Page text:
God neither cares about the various religious labels, nor does He care how you call Him. What really matters, is that we, are spiritually sincere toward Him so that we do not lose our soul in the objects of the world, lead an honest life with clean thoughts, love one-another as His children, and take care of the poor and the oppressed. This enables us to achieve the highest fulfillment of our life. A Sufi Saint, Sheikh Farid Ji summed it up like this: " Spiritually sincere people have an enduring love of God in their heart. Unripe souls are not accepted, because their words did not match their intentions. Having witnessed a True Master, the Seekers live intoxicated with God's love. Others, who pass moments forgetting His Name, are in fact, excessive burden to this earth." (SGGS, p.488)

Often, trying to follow those who brought us this simple message, we do just the opposite, and argue among ourselves. A dysfunction of the human nature becomes integrated with most religious practices. Awed by their Glory, and due to our inner desire for magic, we worship the messengers, expecting some kind of magical transformation in us, rather than put their teaching into practice and become as complete as them. God wants us to follow His messengers in their footsteps, not just worship them and keep waiting to see them sometime later. He has already given us the miracle we are waiting for. It is in following His very simple rules. God continues to send someone periodically, to teach us the same lesson, again and again. The same Truth has been presented in different molds to fit the temperament and the environment of different people.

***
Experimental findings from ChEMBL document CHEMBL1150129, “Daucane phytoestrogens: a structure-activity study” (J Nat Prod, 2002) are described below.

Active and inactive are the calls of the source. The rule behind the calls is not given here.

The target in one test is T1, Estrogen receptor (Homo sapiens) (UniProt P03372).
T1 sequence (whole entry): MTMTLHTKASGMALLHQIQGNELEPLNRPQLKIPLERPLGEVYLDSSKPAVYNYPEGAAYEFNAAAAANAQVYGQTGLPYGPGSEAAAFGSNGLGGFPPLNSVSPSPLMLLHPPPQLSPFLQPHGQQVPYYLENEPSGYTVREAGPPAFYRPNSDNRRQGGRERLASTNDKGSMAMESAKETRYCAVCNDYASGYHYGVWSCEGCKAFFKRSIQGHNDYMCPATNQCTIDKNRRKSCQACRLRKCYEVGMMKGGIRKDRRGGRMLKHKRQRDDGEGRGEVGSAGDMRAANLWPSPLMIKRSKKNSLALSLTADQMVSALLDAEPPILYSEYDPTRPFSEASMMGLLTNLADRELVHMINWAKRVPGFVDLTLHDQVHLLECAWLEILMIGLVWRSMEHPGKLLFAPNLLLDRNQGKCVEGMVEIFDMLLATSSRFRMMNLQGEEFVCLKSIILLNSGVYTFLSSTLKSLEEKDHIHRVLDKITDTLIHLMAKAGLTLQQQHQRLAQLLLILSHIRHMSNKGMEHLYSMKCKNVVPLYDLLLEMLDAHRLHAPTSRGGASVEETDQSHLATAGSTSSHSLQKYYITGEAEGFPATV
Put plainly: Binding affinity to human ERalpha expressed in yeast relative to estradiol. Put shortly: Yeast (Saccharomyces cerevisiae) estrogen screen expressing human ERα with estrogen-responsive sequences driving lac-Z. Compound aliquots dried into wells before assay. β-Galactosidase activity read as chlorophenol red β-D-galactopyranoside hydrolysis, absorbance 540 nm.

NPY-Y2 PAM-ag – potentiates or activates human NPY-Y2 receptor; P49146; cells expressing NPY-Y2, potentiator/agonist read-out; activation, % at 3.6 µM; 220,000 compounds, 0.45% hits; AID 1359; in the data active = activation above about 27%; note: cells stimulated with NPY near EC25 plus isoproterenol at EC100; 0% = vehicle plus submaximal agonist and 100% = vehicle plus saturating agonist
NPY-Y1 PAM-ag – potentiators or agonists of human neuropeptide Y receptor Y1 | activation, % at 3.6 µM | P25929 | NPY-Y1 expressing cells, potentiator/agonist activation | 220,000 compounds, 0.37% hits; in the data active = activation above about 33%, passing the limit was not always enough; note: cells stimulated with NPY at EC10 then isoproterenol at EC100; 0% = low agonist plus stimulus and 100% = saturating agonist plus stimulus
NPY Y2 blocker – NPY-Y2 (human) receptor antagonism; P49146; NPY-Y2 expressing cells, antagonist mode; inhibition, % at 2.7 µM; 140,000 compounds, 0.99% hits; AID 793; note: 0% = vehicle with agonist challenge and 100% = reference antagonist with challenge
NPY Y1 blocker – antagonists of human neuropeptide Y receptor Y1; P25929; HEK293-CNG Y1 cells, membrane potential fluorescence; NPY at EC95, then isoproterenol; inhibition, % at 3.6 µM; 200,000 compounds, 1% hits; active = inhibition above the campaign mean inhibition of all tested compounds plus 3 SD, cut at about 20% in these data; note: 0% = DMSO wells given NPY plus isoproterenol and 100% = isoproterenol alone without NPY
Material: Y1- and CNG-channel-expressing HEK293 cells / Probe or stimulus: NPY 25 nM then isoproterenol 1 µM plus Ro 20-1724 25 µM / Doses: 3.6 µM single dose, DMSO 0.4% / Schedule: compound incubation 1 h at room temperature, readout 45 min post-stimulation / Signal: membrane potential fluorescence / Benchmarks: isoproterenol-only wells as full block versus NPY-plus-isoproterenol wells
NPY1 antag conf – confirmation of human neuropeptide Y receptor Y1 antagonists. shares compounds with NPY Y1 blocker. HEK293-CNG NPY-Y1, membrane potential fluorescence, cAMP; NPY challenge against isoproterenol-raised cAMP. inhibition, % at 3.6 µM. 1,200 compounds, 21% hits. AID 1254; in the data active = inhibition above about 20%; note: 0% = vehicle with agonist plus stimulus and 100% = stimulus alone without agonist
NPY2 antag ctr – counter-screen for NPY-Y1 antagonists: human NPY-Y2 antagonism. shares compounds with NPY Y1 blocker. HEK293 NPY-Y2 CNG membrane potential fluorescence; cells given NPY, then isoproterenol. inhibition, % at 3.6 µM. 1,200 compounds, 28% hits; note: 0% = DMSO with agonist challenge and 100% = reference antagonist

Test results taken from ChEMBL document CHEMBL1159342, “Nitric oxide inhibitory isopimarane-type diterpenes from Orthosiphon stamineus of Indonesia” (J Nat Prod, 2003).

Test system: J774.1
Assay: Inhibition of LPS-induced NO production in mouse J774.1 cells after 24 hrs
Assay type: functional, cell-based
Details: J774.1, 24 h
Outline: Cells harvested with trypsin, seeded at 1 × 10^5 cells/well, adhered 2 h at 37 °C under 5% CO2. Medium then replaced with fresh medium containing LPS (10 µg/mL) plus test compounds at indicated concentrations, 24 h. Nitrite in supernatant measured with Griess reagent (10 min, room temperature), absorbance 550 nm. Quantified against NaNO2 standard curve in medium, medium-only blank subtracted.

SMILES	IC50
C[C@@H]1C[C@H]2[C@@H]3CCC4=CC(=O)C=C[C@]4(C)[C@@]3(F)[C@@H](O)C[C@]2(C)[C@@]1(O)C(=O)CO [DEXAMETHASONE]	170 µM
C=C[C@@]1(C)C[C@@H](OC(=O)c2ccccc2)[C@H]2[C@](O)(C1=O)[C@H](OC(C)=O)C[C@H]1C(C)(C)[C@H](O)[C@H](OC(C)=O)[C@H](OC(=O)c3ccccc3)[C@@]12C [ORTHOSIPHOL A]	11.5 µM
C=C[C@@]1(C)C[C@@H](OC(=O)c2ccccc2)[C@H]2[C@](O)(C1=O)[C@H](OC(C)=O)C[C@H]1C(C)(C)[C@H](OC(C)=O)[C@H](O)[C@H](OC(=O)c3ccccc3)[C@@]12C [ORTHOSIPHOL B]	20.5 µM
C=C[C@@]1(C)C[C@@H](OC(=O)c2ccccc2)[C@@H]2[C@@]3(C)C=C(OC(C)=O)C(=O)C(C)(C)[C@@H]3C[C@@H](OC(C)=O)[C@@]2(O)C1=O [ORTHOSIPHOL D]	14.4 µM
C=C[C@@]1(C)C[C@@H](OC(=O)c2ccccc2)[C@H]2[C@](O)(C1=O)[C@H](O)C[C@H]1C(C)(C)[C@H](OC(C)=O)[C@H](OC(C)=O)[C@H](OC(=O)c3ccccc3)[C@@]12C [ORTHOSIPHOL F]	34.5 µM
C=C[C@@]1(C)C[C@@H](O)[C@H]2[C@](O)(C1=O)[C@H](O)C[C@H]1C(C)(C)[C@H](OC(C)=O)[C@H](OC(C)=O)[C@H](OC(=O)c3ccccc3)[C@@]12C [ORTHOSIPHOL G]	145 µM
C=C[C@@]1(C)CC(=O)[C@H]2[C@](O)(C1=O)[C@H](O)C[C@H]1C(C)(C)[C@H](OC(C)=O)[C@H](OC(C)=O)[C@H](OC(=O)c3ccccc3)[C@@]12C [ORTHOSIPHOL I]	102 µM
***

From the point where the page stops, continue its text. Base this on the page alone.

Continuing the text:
Sikh Path is not a branch of a religion, as some people claim. The prevailing Hindu and Muslim sects influenced the Sikh rituals and its outer skeleton. However, though it was not well defined till the Ten Sikh Masters, all True Seekers, since the beginning, have followed this Path in some form. Truth is universal. It is the same in all religions. Just as, Benjamin Franklin was an American of European ancestry. Does that make electricity American or European? You will notice the absurdity. The Sikh Gurus have taught the Sikhs to adopt and uphold everything that is good, in any religion, culture, or science. Calling the Sikhs as a part of some religion, is exactly the opposite of what Gurus want to accomplish through the Panth.

Guru Nanak said, "We are neither Hindu nor Muslim, all our bodies breathe a life from the same God, called Ram or Allah." Many Hindu and Muslim devotees enjoy worship at the Sikh shrines. Sikhs respect the Hindu, Muslim, and other places of worship the same way. Guru Nanak, The First Master, was the first Sikh to show this. He happened to visit a Muslim priest during the time of a Muslim prayer. Guru Nanak joined him in the prayer without hesitation. Later, this priest learned from Guru Nanak how to be a good and sincere Muslim. Guru Gobind Singh, The Tenth Master said, "The same God is worshiped in a Hindu temple and a Muslim Mosque. The same God resides in the Hindu Puja and the Muslim Nawaz. Yet, the appearance of variety tricks human beings." (DG, p.19)